An introduction to sustainability
Being a sustainable / ethical / environmentally friendly brand is a HUGE topic. There are many aspects involved so when asked for advice on how to start a sustainable brand I start by running through the below to try and understand which aspects of sustainability clients would like to work on first . Each topic is quite broad so I always recommend focusing on one at at time. For example it may be a case of starting with one topic, planning for two, and being mindful of all three for example.
1 - Fabrics
One of the easiest ways to start adding sustainable aspects to your brand is to use environmentally friendly fabrics. There are ample options nowadays with new breakthroughs being released all the time. You can look at using a synthetic fabric which has already been fully or partly recycled - for example usually a recycled polyester / nylon mixed with elastane for stretch if needed. Alternatively, there are so many natural fibre fabrics available now you don’t always have to consider synthetics at all. Think bamboo, modal, linen, hemp or even faux leather from pineapples! These options avoid the use of plastic all together, which is favoured by some brands. See this link here for a great overview of sustainable fabrics. You can also look at sustainable trims, labels & packaging too - the options are endless! Think recycled plastic buttons and zip, cotton woven labels and plantable swing tags for example.
2 - Product Lifecycle
Another way you can think about sustainability is to consider your designs lifecycle as a whole. This is something that can seem and endless task, so again start small and focus on one aspect at a time! The sustainability of a products life cycle is when you consider the whole process from how your product was made (for example what materials were used, what was wastage in the manufacturing?), through to how long you expect it last, and what to do with it when it’s finished. The Higg Index by The Sustainable Apparel Coalition is where this idea originated in a physical, accountable form. There’s lots of information available (even if it can all be a little overwhelming) but you can get on their website and see as an overview the impact fabrics & processes may have compared to one another. They have many examples, from the impact of raising Sheep for merino wool, to sourcing the raw wood pulp used in Viscose/Rayon fabrics! Their “Materials Sustainability Index” can be found here. For some lighter reading, large brands use The Higgs Index to evaluate the impact their current & future styles may have, see here from Brooks on how they used it to review their footwear. For start-ups and small brands, there are many other ways you can implement great product lifecycle initiatives without spending $$$. This includes things such as clearly directing customers how they can reuse / recycle your products at the end of their lifecycle, or by offering a recycling scheme where they can return used goods for a discount on future purchases leaving you to responsibly dispose of all items.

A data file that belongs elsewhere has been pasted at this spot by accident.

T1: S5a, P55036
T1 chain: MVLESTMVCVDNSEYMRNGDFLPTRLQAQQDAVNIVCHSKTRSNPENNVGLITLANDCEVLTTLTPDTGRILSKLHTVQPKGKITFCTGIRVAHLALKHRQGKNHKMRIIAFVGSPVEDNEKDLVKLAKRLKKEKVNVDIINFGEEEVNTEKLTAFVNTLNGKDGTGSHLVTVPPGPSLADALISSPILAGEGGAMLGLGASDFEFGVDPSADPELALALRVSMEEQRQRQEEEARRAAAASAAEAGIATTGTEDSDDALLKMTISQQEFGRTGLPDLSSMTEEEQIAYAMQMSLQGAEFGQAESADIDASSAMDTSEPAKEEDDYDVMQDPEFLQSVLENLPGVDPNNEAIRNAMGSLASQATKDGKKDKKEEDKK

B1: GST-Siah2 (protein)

3 - Ethical & Social Values
This is the most common expectation when consumers talk about a brand being sustainable. A brands ethical and social values encompasses everything to do with the relationships between the brand & its’ suppliers, the factories you use & their staff , then your customer and yourself. Things are much better than they used to be, but improvements can always be made! Luckily nowadays, if you have any concerns there are many resources available to you. Be confident and ask your suppliers directly about their business ethics - they may provide some reassurance or alternatively confirm your worries that you need to find someone new. The Ethical Trade Initiative have lots of information and resources to help in these difficult conversations, see this poster for the basic things you should expect suppliers to have implemented. Personally I like to bear in mind that any suppliers you work with are humans too, so when you are having conversations especially in the early days, please be patient and try your best to work with them as much as possible. Gone are the days of suppliers having to bend over backwards for the all powerful buyer - expect a much more collaborative approach where everyone works out solutions together (including you coming to them with solutions!).